# The Connection Between Mathematics And Logic

- Sep 01, 2016
- Sudipto Das

Logic is the foundation of mathematics. It may look from the hindsight that a particular math problem can be done through the implementation of a memorized formula, but that’s not even the truth. That’s mainly because students do not even think of where the formula came from. It didn’t appear out of thin air, did it? The formula didn’t just appear out of nothing and got its place in the text books. The formula is derived from real life examples through logical reasoning and is believed to be universally true because it is proved to perfection. That’s the only reason due to which mathematicians are so crazy about proofs.

**No math topic is a part of the fiction**

Students need to realize this especially those students who have just made the transition from primary schools to middle schools and are introduced to overly-abstract topics like algebra and set theory.

They have to realize that a simple formula like (a+b)^{2} = a^{2} + b^{2} didn’t appear out of thin air and landed on their textbooks. This formula is derived from real life examples as we said before. This derivation is done through logical reasoning. The students are just applying the same formula to calculate sums accordingly.

So however abstract it might appear to be, one thing’s certain that it isn’t. The wrong notions are developed among students due to the lack of a back-story concerning a particular math topic.

**Math has its foundation on a bed of logic**

We will explain this with a simple example of the Pythagoras’s theorem that says:

In a right angled Δ,

Hypotenuse^{2 }= Perpendicular^{2} + Base^{2}

As per the fig above,

c^{2} = a^{2} + b^{2}

The formula above is derived logically in this manner:

The figure above has 4 triangles from which we are going to derive our Pythagoras’ theorem.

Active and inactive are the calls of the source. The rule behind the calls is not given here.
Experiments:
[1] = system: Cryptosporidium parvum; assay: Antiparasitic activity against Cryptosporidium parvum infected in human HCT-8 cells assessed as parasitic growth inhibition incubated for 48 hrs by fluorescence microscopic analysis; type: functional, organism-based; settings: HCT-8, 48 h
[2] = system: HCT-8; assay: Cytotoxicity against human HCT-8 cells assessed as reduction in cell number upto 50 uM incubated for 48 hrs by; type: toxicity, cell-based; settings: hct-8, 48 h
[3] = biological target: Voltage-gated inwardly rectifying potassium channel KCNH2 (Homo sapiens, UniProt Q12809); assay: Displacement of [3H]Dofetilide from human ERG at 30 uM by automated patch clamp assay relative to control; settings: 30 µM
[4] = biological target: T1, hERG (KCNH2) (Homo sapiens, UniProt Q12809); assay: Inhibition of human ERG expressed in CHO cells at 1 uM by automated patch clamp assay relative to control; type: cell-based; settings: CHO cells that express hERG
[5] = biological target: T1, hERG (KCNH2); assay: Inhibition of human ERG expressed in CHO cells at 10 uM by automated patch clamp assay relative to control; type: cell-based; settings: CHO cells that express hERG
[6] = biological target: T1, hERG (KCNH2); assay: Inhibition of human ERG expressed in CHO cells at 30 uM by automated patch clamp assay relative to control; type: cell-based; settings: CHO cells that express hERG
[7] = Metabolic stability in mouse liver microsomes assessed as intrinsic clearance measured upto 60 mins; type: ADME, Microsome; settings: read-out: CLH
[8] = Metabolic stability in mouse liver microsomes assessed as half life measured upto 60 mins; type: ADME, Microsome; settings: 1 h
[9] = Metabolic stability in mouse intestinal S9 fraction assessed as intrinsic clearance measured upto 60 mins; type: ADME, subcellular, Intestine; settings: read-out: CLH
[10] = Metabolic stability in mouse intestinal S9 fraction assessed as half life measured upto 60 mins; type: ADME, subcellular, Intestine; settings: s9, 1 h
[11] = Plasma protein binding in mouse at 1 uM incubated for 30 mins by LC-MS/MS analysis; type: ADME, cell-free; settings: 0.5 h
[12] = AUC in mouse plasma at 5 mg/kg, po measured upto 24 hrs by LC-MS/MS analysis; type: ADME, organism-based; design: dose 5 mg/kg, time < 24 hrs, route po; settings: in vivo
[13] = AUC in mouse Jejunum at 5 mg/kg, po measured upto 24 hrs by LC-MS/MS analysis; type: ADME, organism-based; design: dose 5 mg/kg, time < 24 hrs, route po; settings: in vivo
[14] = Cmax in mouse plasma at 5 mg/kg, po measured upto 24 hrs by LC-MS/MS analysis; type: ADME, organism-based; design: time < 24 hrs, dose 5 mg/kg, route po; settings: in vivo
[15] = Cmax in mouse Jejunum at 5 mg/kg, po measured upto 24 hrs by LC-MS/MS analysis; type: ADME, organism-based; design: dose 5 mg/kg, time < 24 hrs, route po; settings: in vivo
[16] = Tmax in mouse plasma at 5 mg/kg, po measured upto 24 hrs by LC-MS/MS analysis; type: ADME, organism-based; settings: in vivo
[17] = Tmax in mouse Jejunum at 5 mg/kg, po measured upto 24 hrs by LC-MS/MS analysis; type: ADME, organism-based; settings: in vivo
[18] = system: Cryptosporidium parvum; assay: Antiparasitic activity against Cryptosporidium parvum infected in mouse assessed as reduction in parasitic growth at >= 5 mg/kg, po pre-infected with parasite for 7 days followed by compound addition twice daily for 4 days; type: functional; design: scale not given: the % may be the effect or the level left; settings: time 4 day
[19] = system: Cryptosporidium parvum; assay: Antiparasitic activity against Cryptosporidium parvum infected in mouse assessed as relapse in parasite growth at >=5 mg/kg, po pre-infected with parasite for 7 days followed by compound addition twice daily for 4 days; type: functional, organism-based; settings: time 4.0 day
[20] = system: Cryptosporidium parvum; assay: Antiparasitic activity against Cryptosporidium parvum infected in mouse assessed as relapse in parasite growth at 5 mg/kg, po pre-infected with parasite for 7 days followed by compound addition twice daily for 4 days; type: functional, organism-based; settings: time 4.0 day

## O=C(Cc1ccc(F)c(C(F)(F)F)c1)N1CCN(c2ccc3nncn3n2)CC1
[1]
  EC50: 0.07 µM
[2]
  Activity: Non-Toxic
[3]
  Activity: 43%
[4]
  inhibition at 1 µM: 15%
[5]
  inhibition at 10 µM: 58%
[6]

*Calculating the area of the whole square (yellow+blue)-*

Length of each side= a + b

Area1= (a + b) (a + b)

* Calculating the area of the pieces inside-*

Area of the smaller yellow tilted square= Area2=c^{2}

Area of the 4 triangles= Area3= 4(1/2 ab)= 2ab

So total area of the pieces inside should be Area2+Area3= c^{2} + 2ab.

Now according to logic you can easily say:

Area of the whole square= Area of the pieces inside

(a+b)(a+b)= c^{2} + 2ab

=> a^{2} + 2ab + b^{2} = c^{2} + 2ab

=> a^{2} + b^{2} = c^{2}

So you can easily see that the formula is based on logic, and so the application. Similarly, each and every formula in mathematics is derived logically from real life problems.

Mathematics and logic have to go hand in hand. If you didn't see the logic in a problem, you would not be able to solve your math sums. If you are good in logical reasoning, you should be able to comprehend math concepts quickly and more efficiently. Therefore, it is important to start off early. And if your children do face some trouble in the subject, it should never be ignored. Professional math tutors can handle the situation on your behalf. That should be all for now. Hope you had a good read.

### Sudipto Das

Sudipto writes technical and educational content periodically for wizert.com and backs it up with extensive research and relevant examples. He's an avid reader and a tech enthusiast at the same time with a little bit of “Arsenal Football Club” thrown in as well. He's got a B.Tech in Electronics and Instrumentation.

Follow him on twitter @SudiptoDas1993

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